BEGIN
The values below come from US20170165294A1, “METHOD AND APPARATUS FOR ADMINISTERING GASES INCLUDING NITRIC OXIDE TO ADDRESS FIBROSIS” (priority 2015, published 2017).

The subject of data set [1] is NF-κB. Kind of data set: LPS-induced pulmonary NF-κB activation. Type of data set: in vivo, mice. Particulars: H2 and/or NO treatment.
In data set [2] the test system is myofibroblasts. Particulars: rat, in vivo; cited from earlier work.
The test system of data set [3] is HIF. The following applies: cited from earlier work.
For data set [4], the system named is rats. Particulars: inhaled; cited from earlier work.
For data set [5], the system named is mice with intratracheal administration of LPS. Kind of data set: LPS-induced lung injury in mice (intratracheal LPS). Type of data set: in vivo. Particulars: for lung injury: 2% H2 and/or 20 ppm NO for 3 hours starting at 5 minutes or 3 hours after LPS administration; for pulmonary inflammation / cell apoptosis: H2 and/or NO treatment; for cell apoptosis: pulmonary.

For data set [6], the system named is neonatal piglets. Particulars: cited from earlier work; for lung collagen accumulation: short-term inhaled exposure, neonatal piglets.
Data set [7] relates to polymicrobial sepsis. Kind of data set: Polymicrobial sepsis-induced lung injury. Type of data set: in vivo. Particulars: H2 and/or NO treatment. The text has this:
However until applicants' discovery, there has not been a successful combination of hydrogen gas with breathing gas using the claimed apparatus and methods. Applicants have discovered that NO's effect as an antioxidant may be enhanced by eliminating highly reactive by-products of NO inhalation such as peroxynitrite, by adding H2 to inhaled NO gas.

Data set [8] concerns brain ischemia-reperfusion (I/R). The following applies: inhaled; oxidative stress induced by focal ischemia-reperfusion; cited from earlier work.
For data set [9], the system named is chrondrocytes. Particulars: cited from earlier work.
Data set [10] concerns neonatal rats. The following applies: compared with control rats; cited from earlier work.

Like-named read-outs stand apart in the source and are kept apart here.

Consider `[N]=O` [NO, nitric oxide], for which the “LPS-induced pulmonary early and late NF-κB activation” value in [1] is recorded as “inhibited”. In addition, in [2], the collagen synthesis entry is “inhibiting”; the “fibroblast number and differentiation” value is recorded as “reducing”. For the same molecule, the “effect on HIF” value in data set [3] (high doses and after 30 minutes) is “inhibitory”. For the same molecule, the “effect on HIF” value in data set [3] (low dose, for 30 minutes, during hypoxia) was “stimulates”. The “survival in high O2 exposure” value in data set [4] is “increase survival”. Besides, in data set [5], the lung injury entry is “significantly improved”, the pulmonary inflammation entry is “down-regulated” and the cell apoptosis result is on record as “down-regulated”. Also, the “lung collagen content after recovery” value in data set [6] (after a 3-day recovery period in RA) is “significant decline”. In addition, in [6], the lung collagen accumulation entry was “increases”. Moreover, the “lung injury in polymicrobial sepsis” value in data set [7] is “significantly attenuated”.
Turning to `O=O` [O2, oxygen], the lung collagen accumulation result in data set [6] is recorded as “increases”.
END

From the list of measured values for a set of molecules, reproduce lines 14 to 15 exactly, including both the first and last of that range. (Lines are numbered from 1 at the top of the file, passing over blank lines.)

Consider `[N]=O` [NO, nitric oxide], for which the “LPS-induced pulmonary early and late NF-κB activation” value in [1] is recorded as “inhibited”. In addition, in [2], the collagen synthesis entry is “inhibiting”; the “fibroblast number and differentiation” value is recorded as “reducing”. For the same molecule, the “effect on HIF” value in data set [3] (high doses and after 30 minutes) is “inhibitory”. For the same molecule, the “effect on HIF” value in data set [3] (low dose, for 30 minutes, during hypoxia) was “stimulates”. The “survival in high O2 exposure” value in data set [4] is “increase survival”. Besides, in data set [5], the lung injury entry is “significantly improved”, the pulmonary inflammation entry is “down-regulated” and the cell apoptosis result is on record as “down-regulated”. Also, the “lung collagen content after recovery” value in data set [6] (after a 3-day recovery period in RA) is “significant decline”. In addition, in [6], the lung collagen accumulation entry was “increases”. Moreover, the “lung injury in polymicrobial sepsis” value in data set [7] is “significantly attenuated”.
Turning to `O=O` [O2, oxygen], the lung collagen accumulation result in data set [6] is recorded as “increases”.